Posts Tagged ‘art quilt’

Last week in the middle of our mini heatwave I had a day out to Withernsea Lighthouse with my friend Debbie to see the ‘From Withernsea With Love’ exhibition. It’s a collaboration between Karen Turner who is a talented textile artist and Dean Wilson, a local poet and lover of pebbles and other beachcombed items. Debbie has blogged about our trip here with much better photos and text, so I’ll just say that we had a fabulous day, the beachcombing was excellent, the fish and chips delicious and the exhibition was well worth the trip.

Karen’s stitching is exquisite. I’m lucky enough to own two of her completely hand stitched quilts and there was something familiar yet different about her pebbles quilt, featuring forty nine of Dean’s pebble finds.

Each pebble is surrounded by a ring of stitching like a halo and they are instantly recognisable from the photos and the stones themselves, displayed in the nearby cabinet.

She also embroidered exquisite copies of some of the pieces of sea washed pottery that Dean also found and they were displayed with the pottery in a glass fronted corner cabinet that made them almost impossible to photograph.

However, each piece was detailed in a sketchbook…

…which was as fascinating and beautiful as the pieces themselves.

After our climb up the 144 steps of the lighthouse, fish and chips and obligatory beachcomb, we retired to the shady lighthouse garden with a drink from the on site café and I did some stitching on a piece of felt I recovered from a felted vessel I made ages ago which I had never been happy with.

I ironed it flat and cut it into a curved shape before blanket stitching it with a very brightly coloured variegated thread which happily was toned down by the felt.

Then I finished off the woven spiders’ webs I’d planned to encrust it with.

Liking it much better now.

I believe the ‘From Withernsea With Love’ exhibition is on until early October but only at weekends now. Well worth a trip in the the wilds of Holderness, especially if you enjoy beachcombing and eating fish and chips on the beach!!

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The blocks  for the Rusting Fragments quilt are building up nicely and every so often I put them together in no particular order to have a look at how they work – or don’t – together.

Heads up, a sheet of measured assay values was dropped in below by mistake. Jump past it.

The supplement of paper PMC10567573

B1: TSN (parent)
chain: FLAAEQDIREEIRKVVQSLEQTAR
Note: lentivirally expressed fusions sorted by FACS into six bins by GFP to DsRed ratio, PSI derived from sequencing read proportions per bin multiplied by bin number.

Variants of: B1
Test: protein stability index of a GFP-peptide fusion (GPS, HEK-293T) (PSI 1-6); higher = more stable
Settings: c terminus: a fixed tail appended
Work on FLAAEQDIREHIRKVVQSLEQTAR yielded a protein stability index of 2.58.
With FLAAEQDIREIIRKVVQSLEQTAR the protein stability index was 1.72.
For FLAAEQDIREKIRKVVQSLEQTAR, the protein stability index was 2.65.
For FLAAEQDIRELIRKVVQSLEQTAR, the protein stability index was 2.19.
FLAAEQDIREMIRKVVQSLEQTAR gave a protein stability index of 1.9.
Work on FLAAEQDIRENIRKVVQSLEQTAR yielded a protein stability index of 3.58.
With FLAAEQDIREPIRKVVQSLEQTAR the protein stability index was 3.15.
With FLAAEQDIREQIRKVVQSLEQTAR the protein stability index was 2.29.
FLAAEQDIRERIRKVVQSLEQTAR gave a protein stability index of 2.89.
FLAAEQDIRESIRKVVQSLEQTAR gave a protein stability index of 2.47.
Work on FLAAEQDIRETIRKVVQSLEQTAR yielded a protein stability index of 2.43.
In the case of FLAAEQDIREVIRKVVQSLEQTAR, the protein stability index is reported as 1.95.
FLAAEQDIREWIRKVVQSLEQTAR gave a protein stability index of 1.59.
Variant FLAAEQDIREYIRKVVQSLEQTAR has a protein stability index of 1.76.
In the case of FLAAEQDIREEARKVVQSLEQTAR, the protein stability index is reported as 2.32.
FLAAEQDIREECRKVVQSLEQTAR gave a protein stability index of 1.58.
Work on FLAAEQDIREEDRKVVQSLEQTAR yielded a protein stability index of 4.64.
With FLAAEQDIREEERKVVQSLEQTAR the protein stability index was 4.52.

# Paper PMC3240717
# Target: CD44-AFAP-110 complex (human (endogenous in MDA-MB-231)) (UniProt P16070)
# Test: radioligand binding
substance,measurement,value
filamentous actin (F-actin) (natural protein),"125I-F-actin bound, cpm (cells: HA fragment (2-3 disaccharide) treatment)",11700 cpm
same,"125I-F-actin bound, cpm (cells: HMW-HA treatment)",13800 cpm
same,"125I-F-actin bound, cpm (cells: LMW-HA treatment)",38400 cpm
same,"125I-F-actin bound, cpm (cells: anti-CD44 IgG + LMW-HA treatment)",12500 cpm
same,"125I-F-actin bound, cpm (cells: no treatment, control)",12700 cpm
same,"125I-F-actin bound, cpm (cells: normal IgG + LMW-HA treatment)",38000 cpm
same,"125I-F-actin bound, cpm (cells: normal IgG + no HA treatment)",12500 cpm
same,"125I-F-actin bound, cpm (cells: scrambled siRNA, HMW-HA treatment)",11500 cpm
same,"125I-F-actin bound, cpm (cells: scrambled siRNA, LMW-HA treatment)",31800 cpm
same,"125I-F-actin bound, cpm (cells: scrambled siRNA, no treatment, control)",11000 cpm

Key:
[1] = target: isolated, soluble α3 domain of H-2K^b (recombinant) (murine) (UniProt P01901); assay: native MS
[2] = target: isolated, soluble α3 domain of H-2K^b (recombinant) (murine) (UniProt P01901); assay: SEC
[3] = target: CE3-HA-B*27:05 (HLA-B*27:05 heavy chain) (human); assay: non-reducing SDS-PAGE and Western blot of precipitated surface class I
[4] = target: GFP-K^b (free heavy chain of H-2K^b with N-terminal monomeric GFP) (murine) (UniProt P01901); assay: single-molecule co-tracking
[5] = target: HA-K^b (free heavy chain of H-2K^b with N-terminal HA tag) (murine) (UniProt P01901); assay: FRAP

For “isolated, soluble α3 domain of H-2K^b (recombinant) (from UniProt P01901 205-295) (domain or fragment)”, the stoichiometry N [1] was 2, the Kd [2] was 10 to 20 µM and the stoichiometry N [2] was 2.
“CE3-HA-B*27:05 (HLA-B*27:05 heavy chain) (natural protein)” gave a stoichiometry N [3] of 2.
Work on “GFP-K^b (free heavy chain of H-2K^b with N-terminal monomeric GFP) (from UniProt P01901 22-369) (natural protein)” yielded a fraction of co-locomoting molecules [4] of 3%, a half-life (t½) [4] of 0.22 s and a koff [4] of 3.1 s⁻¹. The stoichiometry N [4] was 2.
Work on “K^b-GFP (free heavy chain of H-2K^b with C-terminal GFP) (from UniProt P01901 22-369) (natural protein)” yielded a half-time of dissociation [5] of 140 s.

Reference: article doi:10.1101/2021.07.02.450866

Rusting fragment blocks 1

It’s always interesting to see how each fragment, worked separately but with an overall theme in mind, works with the others.

The difference between the permatanned polycotton background of the darning needle fans and the very distinct areas of rust or no rust on the vintage cotton of the ruched and turquoise rings blocks is much more marked when they’re alongside.

Rusting fragment blocks 2

These are the seven completed blocks so far, including the commercially dyed cotton that I wasn’t sure about.

Rusting fragment blocks 3

A lot of meandering paths is the first thing I notice. And I’m still not sure whether I like that strong reddish block. Not sure I dislike it either though…

Rusted Fragments blocks 4

Another thing to bear in mind is that the block will be separated by turquoise sashing, so that will alter the way they work together as well.

Remember there is still time (until the end of today, Saturday 9th February) to enter the giveaway for my Wintry kimono fabric book by leaving a comment here.

Wintry fabric book 10

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The ruched rusted fabric block for my rusting art quilt is finished. It went from this, where I was trying to ruch as I went with french knots:

Ruched block 1

To this, where I used tiny stitches to catch the fabric down before I ruched it, making the job of setting french knots much easier:

Ruched block 2

Gradually the french knots crept across the fabric…

Ruched block 3

…nestling into corners and crevices…

Ruched block 4

…settling into clumps and clusters…

Ruched block 5

Another element of the art quilt completed.

I wasn’t sure whether to sprinkle it with some tiny turquoise coloured seed beads, but when I put it next to the turquoise rings block I’d already completed,

Ruched block with turquoise rings block

I felt that turquoise elements on every block could be too much, so the ruching will stay earthy and low key.

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